This editorial is based on an author presentation at the sixth European Academy of Forensic Sciences meeting where they attempted to encourage debate, reflection, and possibly change in the field of forensic science.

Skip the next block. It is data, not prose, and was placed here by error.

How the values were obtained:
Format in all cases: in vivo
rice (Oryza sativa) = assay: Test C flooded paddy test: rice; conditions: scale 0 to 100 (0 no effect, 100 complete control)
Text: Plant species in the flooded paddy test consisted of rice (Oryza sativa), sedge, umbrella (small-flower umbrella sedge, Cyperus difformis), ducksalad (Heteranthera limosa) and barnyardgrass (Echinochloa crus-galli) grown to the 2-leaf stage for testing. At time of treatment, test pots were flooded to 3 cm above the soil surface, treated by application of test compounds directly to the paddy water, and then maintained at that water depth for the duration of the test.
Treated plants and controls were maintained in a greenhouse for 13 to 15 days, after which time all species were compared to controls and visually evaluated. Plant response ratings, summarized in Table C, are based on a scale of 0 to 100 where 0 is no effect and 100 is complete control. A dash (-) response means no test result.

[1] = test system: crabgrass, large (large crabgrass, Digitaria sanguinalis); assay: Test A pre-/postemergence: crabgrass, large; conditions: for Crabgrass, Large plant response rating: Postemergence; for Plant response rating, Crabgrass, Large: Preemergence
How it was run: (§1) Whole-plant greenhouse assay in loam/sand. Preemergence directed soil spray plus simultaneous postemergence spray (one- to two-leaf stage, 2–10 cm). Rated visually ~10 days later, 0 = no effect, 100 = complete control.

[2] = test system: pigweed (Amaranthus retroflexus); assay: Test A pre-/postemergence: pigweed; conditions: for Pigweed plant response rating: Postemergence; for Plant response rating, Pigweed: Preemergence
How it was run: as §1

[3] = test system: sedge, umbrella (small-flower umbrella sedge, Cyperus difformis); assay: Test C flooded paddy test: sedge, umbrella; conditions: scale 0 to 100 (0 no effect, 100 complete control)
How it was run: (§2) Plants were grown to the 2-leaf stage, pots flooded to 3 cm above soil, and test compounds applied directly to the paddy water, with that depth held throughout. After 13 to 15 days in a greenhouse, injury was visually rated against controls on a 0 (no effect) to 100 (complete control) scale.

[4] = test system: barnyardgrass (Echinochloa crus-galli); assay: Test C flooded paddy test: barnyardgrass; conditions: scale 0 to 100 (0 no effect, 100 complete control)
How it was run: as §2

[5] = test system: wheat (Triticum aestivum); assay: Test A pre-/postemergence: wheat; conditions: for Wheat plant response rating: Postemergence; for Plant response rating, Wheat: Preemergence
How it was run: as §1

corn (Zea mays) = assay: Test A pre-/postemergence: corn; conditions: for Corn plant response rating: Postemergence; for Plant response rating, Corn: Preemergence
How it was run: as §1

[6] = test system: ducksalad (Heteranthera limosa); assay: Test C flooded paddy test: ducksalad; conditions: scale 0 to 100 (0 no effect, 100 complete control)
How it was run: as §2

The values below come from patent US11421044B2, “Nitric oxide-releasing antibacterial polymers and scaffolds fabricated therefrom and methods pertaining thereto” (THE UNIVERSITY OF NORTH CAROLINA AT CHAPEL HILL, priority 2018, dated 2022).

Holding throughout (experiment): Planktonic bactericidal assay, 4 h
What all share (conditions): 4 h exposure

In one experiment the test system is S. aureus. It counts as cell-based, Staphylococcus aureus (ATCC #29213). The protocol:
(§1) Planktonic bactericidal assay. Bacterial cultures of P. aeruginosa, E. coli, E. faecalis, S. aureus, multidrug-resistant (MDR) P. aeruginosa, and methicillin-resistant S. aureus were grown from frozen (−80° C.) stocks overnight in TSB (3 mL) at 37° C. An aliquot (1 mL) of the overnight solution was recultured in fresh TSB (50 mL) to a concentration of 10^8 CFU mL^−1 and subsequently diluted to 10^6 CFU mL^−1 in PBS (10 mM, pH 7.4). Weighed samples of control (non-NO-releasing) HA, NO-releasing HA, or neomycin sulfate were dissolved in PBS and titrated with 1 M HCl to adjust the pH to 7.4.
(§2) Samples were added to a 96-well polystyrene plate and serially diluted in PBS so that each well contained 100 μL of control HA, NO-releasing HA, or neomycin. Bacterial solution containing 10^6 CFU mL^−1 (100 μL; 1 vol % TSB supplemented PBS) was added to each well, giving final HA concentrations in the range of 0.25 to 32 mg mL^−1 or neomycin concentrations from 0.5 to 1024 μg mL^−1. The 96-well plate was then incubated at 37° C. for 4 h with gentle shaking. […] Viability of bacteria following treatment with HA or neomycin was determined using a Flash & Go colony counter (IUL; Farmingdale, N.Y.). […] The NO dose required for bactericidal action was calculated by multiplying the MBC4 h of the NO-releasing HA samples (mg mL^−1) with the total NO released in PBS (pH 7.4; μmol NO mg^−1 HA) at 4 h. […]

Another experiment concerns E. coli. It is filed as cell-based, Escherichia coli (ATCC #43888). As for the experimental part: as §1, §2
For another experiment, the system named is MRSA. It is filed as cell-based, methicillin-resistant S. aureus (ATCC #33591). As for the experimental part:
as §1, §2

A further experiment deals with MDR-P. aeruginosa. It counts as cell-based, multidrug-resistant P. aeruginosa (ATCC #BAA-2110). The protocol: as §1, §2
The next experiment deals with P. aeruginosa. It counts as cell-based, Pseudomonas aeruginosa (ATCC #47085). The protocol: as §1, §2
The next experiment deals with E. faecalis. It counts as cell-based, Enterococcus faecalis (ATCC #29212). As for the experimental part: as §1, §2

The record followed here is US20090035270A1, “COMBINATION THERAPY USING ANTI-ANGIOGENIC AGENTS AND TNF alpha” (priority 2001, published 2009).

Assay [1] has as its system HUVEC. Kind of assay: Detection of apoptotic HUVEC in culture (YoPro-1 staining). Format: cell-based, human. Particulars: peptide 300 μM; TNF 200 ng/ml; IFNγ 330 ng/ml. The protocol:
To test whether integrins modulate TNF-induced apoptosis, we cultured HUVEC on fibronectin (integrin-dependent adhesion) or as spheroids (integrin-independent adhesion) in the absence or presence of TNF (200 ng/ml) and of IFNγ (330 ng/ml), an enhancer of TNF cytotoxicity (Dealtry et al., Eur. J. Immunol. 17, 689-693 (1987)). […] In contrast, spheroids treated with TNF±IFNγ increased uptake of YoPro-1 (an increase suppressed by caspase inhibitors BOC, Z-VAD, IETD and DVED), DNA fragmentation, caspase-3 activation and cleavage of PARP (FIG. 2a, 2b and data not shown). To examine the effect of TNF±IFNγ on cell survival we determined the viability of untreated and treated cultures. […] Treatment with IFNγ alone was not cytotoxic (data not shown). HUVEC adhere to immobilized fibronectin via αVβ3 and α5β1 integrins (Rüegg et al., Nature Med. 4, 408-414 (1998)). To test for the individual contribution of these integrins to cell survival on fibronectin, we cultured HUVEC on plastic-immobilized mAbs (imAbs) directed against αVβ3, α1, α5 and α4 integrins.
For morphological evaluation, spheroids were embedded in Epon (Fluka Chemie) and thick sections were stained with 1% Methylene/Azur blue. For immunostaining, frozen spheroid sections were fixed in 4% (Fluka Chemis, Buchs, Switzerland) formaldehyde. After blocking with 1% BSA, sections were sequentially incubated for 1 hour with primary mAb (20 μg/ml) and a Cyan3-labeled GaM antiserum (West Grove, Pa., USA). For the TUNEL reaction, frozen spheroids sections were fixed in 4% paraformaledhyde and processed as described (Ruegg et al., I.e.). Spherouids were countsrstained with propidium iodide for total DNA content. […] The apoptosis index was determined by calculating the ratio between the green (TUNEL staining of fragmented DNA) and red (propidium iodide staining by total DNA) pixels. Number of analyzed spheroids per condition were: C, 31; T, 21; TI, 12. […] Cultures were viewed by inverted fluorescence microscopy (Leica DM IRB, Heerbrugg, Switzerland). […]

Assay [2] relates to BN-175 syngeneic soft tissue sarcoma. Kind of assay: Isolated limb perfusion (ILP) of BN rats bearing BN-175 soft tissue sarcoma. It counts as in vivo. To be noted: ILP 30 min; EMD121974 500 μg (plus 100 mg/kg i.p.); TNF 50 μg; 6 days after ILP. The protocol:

This editorial is based on a talk that I gave at the 6th European Academy of Forensic Sciences meeting where I attempted to encourage debate, reflection, and possibly change. Nothing I have written here is aimed at any one person. Over the last 15 years I have been involved in forensic research, education, and practice. This has given me considerable opportunities to see how the fruits of mine and my peers' research has affected, or changed, the way forensic scientists study, interpret, and present evidence. It is, therefore, rather disheartening to say that the impact appears to be low to negligible. I will briefly discuss my findings in three different fields with which I have had some interaction. These are: fingerprints; glass; and DNA.
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